An Israeli – Japanese conference on regenerative medicine and medical uses of stem cells was held at the Technion on Tuesday, March 14th. The conference took place in the Rappaport Faculty of Medicine and was aimed at strengthening the relations between the Technion and Kyoto University.
The conference opened with a lecture by Professor Kenji Osafune from the CiRA Center of Kyoto University. Professor Osafune, who completed his PhD In medicine at Kyoto University and his post-doctorate at Harvard, explained that this was his first visit to the Technion and that he hoped the conference would bring about cooperation between the Technion and Kyoto University.
More than a quarter of a million people in Japan are currently on dialysis, and the total cost of treating chronic kidney diseases in Japan amounts to 13 million dollars annually. Professor Osafune is therefore developing methods for growing tissues from pluripotent stem cells, or hiPSCs. This approach involves the production of mature tissues from embryonic stem cells derived from available mature cells in the patient’s body such as skin cells. In other words, cells that are taken from the patient’s body are transformed into embryonic stem cells that can potentially transdifferentiate into any type of tissue. Professor Osafune is transforming these cells into kidney cells that can be transplanted. Since the donor and recipient are the same person, this approach does not result in rejection of the cells. Professor Osafune explained: “We can currently produce a few cells, and soon we will be able to produce tissue. My dream is to produce in the laboratory an entire kidney that can be transplanted.”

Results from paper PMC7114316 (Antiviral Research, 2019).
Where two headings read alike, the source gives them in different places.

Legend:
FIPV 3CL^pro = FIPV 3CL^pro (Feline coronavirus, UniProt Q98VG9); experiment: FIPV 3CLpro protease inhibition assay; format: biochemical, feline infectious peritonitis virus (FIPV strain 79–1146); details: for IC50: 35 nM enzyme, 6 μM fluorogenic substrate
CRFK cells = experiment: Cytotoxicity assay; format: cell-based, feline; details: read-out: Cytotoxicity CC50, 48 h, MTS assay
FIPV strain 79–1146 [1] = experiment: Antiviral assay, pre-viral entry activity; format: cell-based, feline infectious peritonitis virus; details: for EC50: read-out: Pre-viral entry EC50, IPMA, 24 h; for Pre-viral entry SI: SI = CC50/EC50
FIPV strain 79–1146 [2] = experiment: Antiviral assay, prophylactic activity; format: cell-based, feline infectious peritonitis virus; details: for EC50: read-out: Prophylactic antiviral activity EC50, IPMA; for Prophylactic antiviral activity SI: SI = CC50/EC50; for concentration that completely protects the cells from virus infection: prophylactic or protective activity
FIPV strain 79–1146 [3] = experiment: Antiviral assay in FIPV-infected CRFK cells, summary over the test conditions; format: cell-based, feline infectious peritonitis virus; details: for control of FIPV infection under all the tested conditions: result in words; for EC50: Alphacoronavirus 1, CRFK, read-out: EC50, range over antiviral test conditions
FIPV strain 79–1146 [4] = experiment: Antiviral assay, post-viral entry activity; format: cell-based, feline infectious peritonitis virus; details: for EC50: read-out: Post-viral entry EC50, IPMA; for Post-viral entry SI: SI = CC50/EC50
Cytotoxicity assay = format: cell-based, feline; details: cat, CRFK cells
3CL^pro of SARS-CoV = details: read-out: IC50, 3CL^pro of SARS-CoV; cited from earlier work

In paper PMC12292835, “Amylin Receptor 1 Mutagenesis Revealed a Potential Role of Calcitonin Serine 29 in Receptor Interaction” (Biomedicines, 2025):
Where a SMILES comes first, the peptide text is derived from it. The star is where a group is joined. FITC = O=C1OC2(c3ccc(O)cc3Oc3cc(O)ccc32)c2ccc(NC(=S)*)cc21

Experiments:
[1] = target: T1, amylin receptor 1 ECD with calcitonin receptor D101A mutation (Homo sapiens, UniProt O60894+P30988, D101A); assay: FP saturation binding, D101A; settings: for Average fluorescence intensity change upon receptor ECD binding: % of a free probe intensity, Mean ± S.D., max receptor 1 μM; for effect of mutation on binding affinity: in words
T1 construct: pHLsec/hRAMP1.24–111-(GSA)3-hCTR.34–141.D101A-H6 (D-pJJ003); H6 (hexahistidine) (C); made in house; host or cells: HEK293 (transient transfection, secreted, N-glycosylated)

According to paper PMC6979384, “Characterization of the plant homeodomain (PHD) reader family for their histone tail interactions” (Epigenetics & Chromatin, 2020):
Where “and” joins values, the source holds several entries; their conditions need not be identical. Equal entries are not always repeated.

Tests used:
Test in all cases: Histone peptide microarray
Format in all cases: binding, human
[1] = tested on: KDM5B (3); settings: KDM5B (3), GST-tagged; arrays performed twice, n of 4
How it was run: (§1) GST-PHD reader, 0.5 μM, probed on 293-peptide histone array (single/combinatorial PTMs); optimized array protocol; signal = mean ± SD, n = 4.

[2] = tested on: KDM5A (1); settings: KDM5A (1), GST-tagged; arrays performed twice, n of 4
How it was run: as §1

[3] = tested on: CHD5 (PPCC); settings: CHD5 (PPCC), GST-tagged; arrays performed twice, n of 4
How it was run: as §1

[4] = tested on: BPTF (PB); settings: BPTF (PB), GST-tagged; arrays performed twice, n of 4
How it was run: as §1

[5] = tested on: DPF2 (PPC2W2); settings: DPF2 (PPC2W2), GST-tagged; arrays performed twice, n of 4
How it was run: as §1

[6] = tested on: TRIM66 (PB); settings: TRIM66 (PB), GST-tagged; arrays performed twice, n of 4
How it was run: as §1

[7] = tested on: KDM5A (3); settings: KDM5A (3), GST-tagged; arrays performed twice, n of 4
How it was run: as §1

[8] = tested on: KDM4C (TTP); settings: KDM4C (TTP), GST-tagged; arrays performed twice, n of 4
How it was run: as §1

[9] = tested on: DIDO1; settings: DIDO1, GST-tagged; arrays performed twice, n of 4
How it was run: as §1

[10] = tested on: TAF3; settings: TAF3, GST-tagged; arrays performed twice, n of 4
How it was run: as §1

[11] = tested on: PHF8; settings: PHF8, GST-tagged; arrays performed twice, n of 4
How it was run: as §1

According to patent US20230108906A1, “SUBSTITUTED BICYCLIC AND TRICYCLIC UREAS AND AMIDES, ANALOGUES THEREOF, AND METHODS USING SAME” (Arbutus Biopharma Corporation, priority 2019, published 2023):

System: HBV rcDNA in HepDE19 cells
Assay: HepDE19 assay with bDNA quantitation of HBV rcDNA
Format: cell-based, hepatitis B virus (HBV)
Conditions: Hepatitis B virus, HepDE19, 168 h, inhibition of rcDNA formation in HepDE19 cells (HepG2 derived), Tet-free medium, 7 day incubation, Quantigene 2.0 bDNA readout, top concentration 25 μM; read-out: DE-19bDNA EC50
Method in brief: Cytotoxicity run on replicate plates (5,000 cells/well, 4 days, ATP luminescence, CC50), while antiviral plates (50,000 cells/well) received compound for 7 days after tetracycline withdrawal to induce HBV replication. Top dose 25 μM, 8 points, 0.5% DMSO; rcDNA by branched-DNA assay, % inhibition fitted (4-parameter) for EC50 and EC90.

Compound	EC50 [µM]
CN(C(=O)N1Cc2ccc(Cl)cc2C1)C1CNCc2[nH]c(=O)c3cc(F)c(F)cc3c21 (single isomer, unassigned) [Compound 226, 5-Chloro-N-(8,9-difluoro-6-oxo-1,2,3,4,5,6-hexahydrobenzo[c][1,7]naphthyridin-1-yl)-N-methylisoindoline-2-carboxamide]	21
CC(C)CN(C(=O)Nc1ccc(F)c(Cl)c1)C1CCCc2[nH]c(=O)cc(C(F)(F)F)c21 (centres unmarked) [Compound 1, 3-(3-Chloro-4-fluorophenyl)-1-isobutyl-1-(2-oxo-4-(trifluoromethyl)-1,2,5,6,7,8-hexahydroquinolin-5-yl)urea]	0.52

Professor Lior Gepstein of the Technion explained that the Technion is a leader in research in the field of hiPSCs, and that this area could provide common ground for ties with Kyoto University. Professor Gepstein, a faculty member of the Rappaport Faculty of Medicine in the Technion and Director of the Cardiology Department at Rambam Health Care Campus, presented before Professor Osafune and the other conference participants the latest developments from his laboratory in the field of cardiac rehabilitation. His work is also based on the hiPSCs approach in which body cells are transformed into embryonic stem cells from which heart cells are produced.
The heart is an organ in which cells do not regenerate if the heart is damaged, and an incident such as a myocardial infarction is liable to destroy a billion cells – a quarter of the heart’s total cell population. Most of the technologies that Professor Gepstein is developing are based upon the following process: Available cells, such as skin cells, are taken from the patient. These cells are transformed in the laboratory into unique stem cells known as induced stem cells. These cells are used to produce the designated heart cells that are required (myocardial cells, pacemaker cells etc.), which are then transplanted in the patient’s heart. Since these heart cells come from the patient, the method eliminates the problem of organ rejection that is characteristic of transplants. Professor Gepstein has successfully demonstrated this technique in several channels, including transplanting pacemaker cells in patients suffering from cardiac arrhythmias and transplanting atrial tissue to treat patients with ventricular fibrillation. This approach, which is based on research that earned the Japanese researcher Shinya Yamanaka a Nobel Prize, holds immense potential from the standpoint of treatment as well as cardiac research. One of the latest developments in Gepstein’s laboratory is synchronization of cardiac rhythm using light to control cardiac cells (optogenetics).
Other researchers from the Technion, including Dr. Yuval Avni, Professor Ofer Binah, Professor Shulamit Levenberg, and Assistant-Professor Ruby Shalom- Feuerstein, also presented their research at the conference.